Dang: The Academic Spoken Word List is innovative because it is adaptable to learners’ knowledge of general vocabulary. The Academic Spoken Word List was developed as a complete list, but was then divided into four levels according to different vocabulary sizes. Learners may be able to recognize 92%-96% of the words in academic speech with the aid of this list. Creating the four levels for learners at different stages of lexical development allows teachers and learners to avoid repeatedly targeting known items.

Coxhead: One key feature of this word list is that it is based on a very large spoken academic corpus, and carefully tested on other corpora. Each academic spoken corpus consisted  of 13 million words. To our knowledge this is the largest academic spoken corpus that has ever been created.

Webb: The ASWL was designed to represent the vocabulary that occurs in four kinds of academic speech—lectures, seminars, labs, and tutorials. Given the size and composition of the two academic spoken corpora, it is expected that the ASWL can represent the words that students are likely to encounter in their academic studies. The composition of these corpora, the ASWL and its sub-lists are publicly accessible via the Open Science Framework and the IRIS digital repository.

 

Q. How can you use the ASWL?

Dang: The ASWL can help with setting vocabulary learning goals to improve L2 learners’ comprehension of academic speech. In the article, we have proposed a learning sequence for different groups of learners. This sequence incorporates the Academic Spoken Word List and Nation’s (2012) BNC/COCA word frequency lists. Depending on learners’ current vocabulary levels and their specific learning and teaching context, teachers and learners can use the sequence as a guide to set long-term vocabulary learning goals for learners.

Coxhead: The ASWL research can be used to highlight the importance of vocabulary in spoken academic English for teachers and learners.  The more we know about the vocabulary that learners will encounter in their studies and be expected to use in speaking, the better.  Paul Nation’s Four Strands (2007) is a great way to think about vocabulary in EAP courses, and the ASWL can be used in each strand.  See Paul’s (2016) book Making and Using Word Lists for Language Learning and Testing for more.

Webb: The ASWL should be treated as a guide rather than a requirement for learners and teachers to follow. Although the ASWL is presented as a decontextualized word list, this does not mean that these words should be learned and taught solely through decontextualized methods. Knowing a word involves learning different types of vocabulary knowledge. Thus, it is important for teachers and material designers to create activities and materials that allow students to repeatedly encounter these words in speech and use them in different contexts related to their target subject areas. This will help learners to acquire, consolidate, and expand on their knowledge of these words in a meaningful way.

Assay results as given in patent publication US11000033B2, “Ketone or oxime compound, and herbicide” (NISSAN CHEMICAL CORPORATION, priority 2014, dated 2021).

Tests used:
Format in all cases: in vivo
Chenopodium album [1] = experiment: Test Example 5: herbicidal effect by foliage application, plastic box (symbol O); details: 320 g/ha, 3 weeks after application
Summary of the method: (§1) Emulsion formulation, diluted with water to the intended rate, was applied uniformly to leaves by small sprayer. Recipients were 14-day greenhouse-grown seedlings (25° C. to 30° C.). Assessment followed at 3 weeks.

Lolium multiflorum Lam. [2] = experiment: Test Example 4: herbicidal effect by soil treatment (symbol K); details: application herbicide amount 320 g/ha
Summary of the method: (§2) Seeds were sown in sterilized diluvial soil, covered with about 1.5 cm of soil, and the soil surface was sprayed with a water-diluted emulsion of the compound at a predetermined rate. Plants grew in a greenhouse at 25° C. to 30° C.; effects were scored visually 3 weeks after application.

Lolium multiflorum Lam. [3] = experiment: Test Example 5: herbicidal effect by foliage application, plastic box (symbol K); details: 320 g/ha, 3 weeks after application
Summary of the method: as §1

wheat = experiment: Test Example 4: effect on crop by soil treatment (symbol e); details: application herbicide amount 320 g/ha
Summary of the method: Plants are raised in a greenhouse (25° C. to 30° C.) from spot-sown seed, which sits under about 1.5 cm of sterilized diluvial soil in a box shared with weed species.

Q. Where do we go from here in this area of research?

Dang, Coxhead, and Stuart: Academic spoken English is an underexplored area of vocabulary research. So, the development of the Academic Spoken Word List has provided a useful basis for future research. Some potential follow-up projects that would be useful are:

 

• Developing spoken word lists for different disciplinary areas to serve the need of learners in ESP and ESAP programs and Academic Written Word List using the same approach as the ASWL.

• Examining other features of vocabulary in each speech event as well as in other kinds of discourse types (e.g., office hours, conference presentations).

• Developing a test that measures knowledge of the ASWL.

• Examining the words that are likely to be used together with the ASWL words.

• Investigating how word lists like this can be integrated into teaching and learning, and evaluating the success of any such integration.

 

Dang.jpgCoxhead.jpgWebb.jpg

 

L-R: Dr. Thi Ngoc Yen Dang (Victoria University of Wellington), Dr. Averil Coxhead (Victoria University of Wellington), and Dr. Stuart Webb (Western University

 

    Morgan Kubelka
Morgan Kubelka
Library Services, Wiley

GettyImages-516041744.jpgThere’s nothing librarians won’t do to help students succeed.

 

An increased focus on student success coupled with the rising cost of tuition and course materials has created opportunities for librarians to lead the charge on student affordability initiatives.

 

While historically outside of their purview, librarians are increasingly focused on providing students with required classroom materials as a means to not only drive affordable access, but to demonstrate measureable impact on student success.